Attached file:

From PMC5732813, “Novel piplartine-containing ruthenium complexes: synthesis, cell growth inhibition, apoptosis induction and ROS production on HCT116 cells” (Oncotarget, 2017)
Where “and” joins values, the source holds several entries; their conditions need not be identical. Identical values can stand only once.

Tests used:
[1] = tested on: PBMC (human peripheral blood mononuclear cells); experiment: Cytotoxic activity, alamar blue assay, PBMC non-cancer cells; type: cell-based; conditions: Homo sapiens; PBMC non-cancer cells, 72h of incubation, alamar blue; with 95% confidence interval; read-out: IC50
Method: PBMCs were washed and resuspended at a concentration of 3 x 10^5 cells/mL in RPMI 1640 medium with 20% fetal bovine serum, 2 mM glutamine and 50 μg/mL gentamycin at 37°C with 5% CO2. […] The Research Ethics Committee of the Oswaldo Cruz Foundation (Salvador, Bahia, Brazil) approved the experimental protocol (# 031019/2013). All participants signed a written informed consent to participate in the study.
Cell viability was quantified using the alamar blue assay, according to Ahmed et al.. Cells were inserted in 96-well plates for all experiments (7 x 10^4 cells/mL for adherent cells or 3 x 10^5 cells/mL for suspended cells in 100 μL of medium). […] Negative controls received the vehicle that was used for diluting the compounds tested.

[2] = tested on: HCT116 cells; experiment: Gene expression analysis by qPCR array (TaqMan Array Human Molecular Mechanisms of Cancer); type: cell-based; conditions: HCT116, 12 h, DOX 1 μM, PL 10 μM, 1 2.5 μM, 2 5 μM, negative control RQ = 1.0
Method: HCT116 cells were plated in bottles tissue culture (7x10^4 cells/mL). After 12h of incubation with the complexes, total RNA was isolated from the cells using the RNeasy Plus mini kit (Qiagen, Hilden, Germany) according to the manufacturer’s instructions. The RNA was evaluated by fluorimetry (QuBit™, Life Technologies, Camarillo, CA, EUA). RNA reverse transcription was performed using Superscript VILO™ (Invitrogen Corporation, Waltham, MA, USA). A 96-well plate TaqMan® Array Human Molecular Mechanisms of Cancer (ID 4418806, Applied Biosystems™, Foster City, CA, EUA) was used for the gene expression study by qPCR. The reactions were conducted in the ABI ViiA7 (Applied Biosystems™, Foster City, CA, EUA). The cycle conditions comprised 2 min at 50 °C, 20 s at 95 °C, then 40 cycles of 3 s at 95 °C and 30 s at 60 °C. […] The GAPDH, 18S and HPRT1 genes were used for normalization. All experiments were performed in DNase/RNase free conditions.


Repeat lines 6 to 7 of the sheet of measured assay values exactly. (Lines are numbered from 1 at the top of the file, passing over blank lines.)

Cell viability was quantified using the alamar blue assay, according to Ahmed et al.. Cells were inserted in 96-well plates for all experiments (7 x 10^4 cells/mL for adherent cells or 3 x 10^5 cells/mL for suspended cells in 100 μL of medium). […] Negative controls received the vehicle that was used for diluting the compounds tested.

[2] = tested on: HCT116 cells; experiment: Gene expression analysis by qPCR array (TaqMan Array Human Molecular Mechanisms of Cancer); type: cell-based; conditions: HCT116, 12 h, DOX 1 μM, PL 10 μM, 1 2.5 μM, 2 5 μM, negative control RQ = 1.0